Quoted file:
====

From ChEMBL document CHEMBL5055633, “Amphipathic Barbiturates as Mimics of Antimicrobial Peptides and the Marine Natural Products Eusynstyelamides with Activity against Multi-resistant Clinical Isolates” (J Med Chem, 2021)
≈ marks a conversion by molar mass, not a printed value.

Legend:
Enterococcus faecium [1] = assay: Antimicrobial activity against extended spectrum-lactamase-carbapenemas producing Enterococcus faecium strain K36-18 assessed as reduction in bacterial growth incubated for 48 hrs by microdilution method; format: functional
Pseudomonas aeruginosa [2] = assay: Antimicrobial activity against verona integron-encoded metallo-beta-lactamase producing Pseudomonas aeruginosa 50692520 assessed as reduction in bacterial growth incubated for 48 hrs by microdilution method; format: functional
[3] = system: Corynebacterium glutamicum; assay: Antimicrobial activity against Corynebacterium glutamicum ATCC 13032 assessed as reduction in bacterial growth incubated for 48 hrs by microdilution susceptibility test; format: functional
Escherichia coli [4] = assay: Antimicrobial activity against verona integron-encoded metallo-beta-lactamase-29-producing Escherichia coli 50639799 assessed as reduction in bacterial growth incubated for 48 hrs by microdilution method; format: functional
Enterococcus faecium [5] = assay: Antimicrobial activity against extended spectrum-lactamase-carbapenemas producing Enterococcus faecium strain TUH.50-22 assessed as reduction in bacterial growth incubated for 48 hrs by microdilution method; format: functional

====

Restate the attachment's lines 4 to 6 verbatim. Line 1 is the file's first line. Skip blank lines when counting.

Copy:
Enterococcus faecium [1] = assay: Antimicrobial activity against extended spectrum-lactamase-carbapenemas producing Enterococcus faecium strain K36-18 assessed as reduction in bacterial growth incubated for 48 hrs by microdilution method; format: functional
Pseudomonas aeruginosa [2] = assay: Antimicrobial activity against verona integron-encoded metallo-beta-lactamase producing Pseudomonas aeruginosa 50692520 assessed as reduction in bacterial growth incubated for 48 hrs by microdilution method; format: functional
[3] = system: Corynebacterium glutamicum; assay: Antimicrobial activity against Corynebacterium glutamicum ATCC 13032 assessed as reduction in bacterial growth incubated for 48 hrs by microdilution susceptibility test; format: functional